John Everett Millais (1829-1896) was one of the most celebrated figures of Victorian art. As a young man, he founded the Pre-Raphaelite Brotherhood with Dante Gabriel Rossetti and William Holman Hunt. In later years, he rose to wealth, acclaim, and social prestige as a landscapist, illustrator, and painter of subject and genre pictures and as the most successful British portrait painter of his generation. This lavishly illustrated book, published to accompany a major exhibition at the National Portrait Gallery in London, is the first comprehensive survey of Millais's portraits. It is also a historically important record of High Victorian England, containing the artist's memorable images of such leading political and cultural figures as Gladstone, Disraeli, Tennyson, Ruskin, Carlyle, and Lillie Langtry. The book includes 100 color reproductions as well as essays by eminent scholars that place Millais's work in the context of his public and private life, making this an authoritative and visually compelling study of the artist's extraordinary contributions to portraiture.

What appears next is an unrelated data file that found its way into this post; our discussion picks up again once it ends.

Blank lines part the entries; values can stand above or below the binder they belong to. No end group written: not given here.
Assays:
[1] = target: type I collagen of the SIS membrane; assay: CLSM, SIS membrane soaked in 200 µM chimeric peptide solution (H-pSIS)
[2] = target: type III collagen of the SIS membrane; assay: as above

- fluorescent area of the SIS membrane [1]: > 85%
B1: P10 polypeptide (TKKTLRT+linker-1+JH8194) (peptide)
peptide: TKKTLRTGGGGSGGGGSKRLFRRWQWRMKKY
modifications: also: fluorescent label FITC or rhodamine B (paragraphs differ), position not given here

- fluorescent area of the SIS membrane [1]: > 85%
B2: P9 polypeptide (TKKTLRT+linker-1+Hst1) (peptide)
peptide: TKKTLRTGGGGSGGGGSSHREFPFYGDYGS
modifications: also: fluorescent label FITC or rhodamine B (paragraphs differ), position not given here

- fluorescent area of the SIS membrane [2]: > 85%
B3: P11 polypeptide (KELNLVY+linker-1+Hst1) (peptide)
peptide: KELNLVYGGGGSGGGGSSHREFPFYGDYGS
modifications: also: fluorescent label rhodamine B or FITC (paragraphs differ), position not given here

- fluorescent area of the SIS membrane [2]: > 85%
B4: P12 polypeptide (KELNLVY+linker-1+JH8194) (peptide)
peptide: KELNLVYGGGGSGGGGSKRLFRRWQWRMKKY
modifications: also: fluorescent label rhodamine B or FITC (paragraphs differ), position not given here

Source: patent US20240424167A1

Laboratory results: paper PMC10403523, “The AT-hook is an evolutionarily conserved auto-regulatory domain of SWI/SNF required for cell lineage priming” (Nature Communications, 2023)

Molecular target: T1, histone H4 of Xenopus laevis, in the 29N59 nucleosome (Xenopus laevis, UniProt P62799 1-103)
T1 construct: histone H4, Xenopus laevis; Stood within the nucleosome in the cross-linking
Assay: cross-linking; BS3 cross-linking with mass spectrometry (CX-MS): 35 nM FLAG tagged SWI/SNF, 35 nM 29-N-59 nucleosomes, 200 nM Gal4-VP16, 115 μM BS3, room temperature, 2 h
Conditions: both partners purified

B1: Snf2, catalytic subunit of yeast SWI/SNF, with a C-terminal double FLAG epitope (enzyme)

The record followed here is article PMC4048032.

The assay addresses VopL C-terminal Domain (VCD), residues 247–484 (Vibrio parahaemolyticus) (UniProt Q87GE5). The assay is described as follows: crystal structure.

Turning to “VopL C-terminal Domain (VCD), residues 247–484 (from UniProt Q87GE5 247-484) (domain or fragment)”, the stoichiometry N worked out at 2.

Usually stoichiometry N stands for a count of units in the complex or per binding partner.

Peter Funnell begins the book by describing Millais's astonishing popularity and the artist's public persona, examining his practice as a portraitist and assessing the view common among later critics that Millais's mature work failed to fulfill...